Recently ARONAH had the chance to interview Dr Paul Brown, from Hastings Chiropractic, a chiropractic clinic on the outskirts of Melbourne. Being a chiropractor, Dr Brown is well aware of the advantages of being a registered profession. Please read on for his insights.
How do you feel about being a registered profession?
I’m happy to be in a profession that has a regulating body that will develop and uphold standards, codes and guidelines for all of its members to abide by.
Has being registered changed your scope of practice? Has this changed the way you practice?
Our profession has been registered for the entirety of my time practicing therefore my way of practicing has not been affected.
How has registration changed your profession?
I believe that registration continually changes our profession. Initially, registration meant that each member had to have achieved certain pre-requisites to be registered as a Chiropractor (hence stopping others that wanted to simply open up a clinic under the banner of ‘Chiropractic’). These days registration provides framework for continuing education, development of study programs, improving safety towards the population and developing guidelines for a variety of topics as they evolve, such as advertising and usage of social media.
Do you think registration is a good thing?
I think registration is a great thing because it means that everybody has to conform to a baseline of standards and therefore it minimizes the chances of a minority affecting the character of the profession. It also provides an avenue for those who fall outside of these parameters to be dealt with accordingly. Registration also means that practitioners are required to complete a certain number of hours for professional development to ensure that our skills and knowledge base is continually improving.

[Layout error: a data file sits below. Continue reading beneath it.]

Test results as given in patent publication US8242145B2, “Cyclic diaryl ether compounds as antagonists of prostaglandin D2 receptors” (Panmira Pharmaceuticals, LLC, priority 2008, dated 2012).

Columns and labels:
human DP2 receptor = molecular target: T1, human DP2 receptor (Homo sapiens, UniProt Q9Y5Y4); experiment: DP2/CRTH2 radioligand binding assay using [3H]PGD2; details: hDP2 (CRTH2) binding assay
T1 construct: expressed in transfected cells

To what extent do you feel more confident in your colleague’s standard of practice?
By having the knowledge that your colleagues have all attained a certain standard of training and are all bound by the same code of ethics and guidelines, it provides much greater re-assurance in both your colleagues abilities and how they are representing the profession.
Have you had more positive response or referrals from GP’s?
Throughout my twelve years in practice I have noticed an increase in the willingness of GP’s to work with Chiropractor’s and other Health Practitioners. This has been greatly enhanced over the last five years with the introduction of The Enhanced Primary Care (EPC) program, where GP’s can refer certain patients that have chronic conditions to other practitioners as part of a ‘Team Care’ approach. This allows GP’s to work with Chiropractors, Physiotherapists, Dietitians, Podiatrists etc and as a result they are able to observe the assistance that we can provide for the care of some of their patients
Do you think the profession is better respected by the broader health profession since it became registered?
I think any profession gains greater respectability when all of its members conform to the same guidelines and ethics. Our professions are all similar in that we are here to help people and it is our responsibility to ensure that these patients are safe and cared for. I feel that registration allows us to provide and promote safety towards the general public by ensuring that we all continue to upgrade and improve our skills and ability, to stay current on the latest scientific research and at the same time provide an avenue for practitioners to be dealt with accordingly should they practice outside these guidelines. I believe that registration makes us all more accountable for our actions and as a result increases our professionalism, which can only be a positive outcome.
Thank you very much for your time in answering these questions Paul. I know that many of our readers will agree with you that registration is of great benefit to your profession, as it will be with naturopathy and Western herbal medicine.